When Kevin Huang was in middle school, he started attending the New Jersey Performing Arts Center’s TD Jazz for Teens program. “There were lots of incredible people there,” he said, “not only the mentoring from the actual teachers but the community of people I got to play with – my fellow peers, who were incredible musicians.” He spent six years in the program.
Huang, a senior at Princeton High School, whose primary instrument is alto saxophone, won a First Place award in this year’s Gerry Mulligan Jazz Challenge, sponsored by the Gerry & Franca Mulligan Foundation. He received $500 for his performance of the Mulligan composition, “42nd and Broadway”, featured on Mulligan’s Grammy Award-winning 1980 DRG Records album, Walk on the Water. According to G&FMF Executive Director Cecelia Toschi, the judges felt Huang “played with enthusiasm, fire, and passion and that his performance was excellent.”
At Princeton High School, Huang is part of the Studio Band, Big Band, Princeton Studio Combo, and Studio Vocals. “The amount of fellow jazz musicians at Princeton,” he said, “is really incredible and playing in a big band setting every day really developed my jazz playing a lot.”
On Saturday, April 22, Princeton competed in Philadelphia’s ‘National Jazz Festival, an event that brings together high school and middle school musicians from across the country for live performances and educational clinics. Huang won a Superior Musician award as part of the Large Ensemble competition and an Outstanding Musician award as part of the Small Ensemble competition.
“Getting recognition for all the music that I played,” he said, “really felt great to me, and I’m thankful that I was able to win those awards. The best part of that competition was really just having a place and a stage to play and express what I feel in front of lots and lots of people.” According to one of the NJF judges, University of the Arts Professor Marc Dicciani, Huang “displayed a very advanced skill set and a musical maturity well beyond his years. It is a rare pleasure to hear this level of technical ability, musicianship, and creativity in such a young player.”
When Huang was at TD Jazz for Teens, guitarist Adam Moezinia showed him a video of alto saxophonist Eddie Barbash and singer/songwriter/mandolinist Sierra Hull, playing “Gold Rush”, a tune composed by legendary bluegrass mandolin player Bill Monroe and his fiddler, Byron Berline. That performance had a lasting impact. “The amount of control and perfect articulation and lines in his (Barbash) playing was just incredible to me. I’m really into Eddie Barbash,” Huang said, “but I actually haven’t heard him live yet.” Barbash is a member of Jon Batiste Stay Human, the house band for The Late Show with Stephen Colbert.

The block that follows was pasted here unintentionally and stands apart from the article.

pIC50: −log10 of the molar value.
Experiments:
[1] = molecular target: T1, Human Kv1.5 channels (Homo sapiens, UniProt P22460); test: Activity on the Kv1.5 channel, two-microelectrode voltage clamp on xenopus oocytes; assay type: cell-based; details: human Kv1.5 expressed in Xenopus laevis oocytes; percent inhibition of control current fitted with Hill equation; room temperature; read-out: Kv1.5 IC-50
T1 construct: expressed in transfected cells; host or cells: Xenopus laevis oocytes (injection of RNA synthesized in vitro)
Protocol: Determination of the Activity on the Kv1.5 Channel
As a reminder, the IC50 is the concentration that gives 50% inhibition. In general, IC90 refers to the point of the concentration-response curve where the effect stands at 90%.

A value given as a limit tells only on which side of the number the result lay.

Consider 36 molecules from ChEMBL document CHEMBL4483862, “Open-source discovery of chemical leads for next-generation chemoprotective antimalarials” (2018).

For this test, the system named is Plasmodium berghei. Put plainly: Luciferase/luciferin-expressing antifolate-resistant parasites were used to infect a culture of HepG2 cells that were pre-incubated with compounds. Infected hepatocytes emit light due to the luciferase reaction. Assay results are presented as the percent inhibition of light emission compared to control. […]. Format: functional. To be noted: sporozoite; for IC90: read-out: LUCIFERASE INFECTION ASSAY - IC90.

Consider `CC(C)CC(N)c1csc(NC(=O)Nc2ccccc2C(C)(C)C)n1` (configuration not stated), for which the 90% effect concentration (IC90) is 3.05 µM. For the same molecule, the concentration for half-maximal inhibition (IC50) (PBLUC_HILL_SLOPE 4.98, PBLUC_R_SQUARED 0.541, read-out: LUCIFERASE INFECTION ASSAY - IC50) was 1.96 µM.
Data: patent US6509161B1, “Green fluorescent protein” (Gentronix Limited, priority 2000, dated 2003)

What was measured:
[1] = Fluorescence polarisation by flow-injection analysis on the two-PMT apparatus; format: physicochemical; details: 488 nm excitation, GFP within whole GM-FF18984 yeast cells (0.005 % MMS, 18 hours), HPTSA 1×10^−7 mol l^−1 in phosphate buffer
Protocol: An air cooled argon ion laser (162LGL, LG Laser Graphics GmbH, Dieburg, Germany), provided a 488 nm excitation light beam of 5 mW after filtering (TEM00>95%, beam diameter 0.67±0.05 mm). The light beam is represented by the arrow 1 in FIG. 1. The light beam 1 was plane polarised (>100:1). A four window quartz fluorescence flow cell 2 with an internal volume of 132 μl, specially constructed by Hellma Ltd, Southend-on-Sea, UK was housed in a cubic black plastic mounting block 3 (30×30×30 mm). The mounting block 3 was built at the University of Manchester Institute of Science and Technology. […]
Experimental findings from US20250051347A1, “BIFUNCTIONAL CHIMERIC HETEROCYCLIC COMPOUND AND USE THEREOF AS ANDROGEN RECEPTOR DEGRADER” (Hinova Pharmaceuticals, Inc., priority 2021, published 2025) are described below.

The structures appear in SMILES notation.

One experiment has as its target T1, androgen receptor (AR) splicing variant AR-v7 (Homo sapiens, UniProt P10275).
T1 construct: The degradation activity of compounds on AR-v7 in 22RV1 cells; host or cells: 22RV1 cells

Moezinia remembers seeing Huang “a few years ago, in theory class. I think he wasn’t even in high school yet. I could definitely tell, as many other faculty members could as well, that he had a lot of potential and was on his way to being a great player. Fast forward through Covid. A few years later when I had the chance to hear him, he was dealing with the music on a serious level. It’s great to hear that he’s doing well and winning awards! He deserves it, and I wish him more success in his musical journey.”
Huang is preparing to play this summer in the Philadelphia Jazz Orchestra, an all-star big band made up of the best high school and college jazz musicians in the Philadelphia and New Jersey region. It is directed by Joe Bongiovi, Director of the Princeton Studio Band. Huang has also formed a quartet with fellow Princeton High students and hopes to have some local gigs this summer. In the fall, he will be attending the Berklee College of Music on a full tuition scholarship, and his plan is to be a full-time professional jazz musician.
He often thinks back, though, to his first day at TD Jazz for Teens. “I walked in early and heard (saxophonist) Michael Thomas playing patterns, and, at first, I thought he was a student. That’s what made me want to get better. That really gave me this feeling of what I could be.”–SANFORD JOSEPHSON
The Grand Prize winner of Gerry Mulligan’s Challenge was Yegor Noskov of Fairfield, CT. The other First Place winner was Oliver Shifrin of Norwalk, CT. The two Second Place winners were Evan Cerne and Sean McCoy, both of Seattle.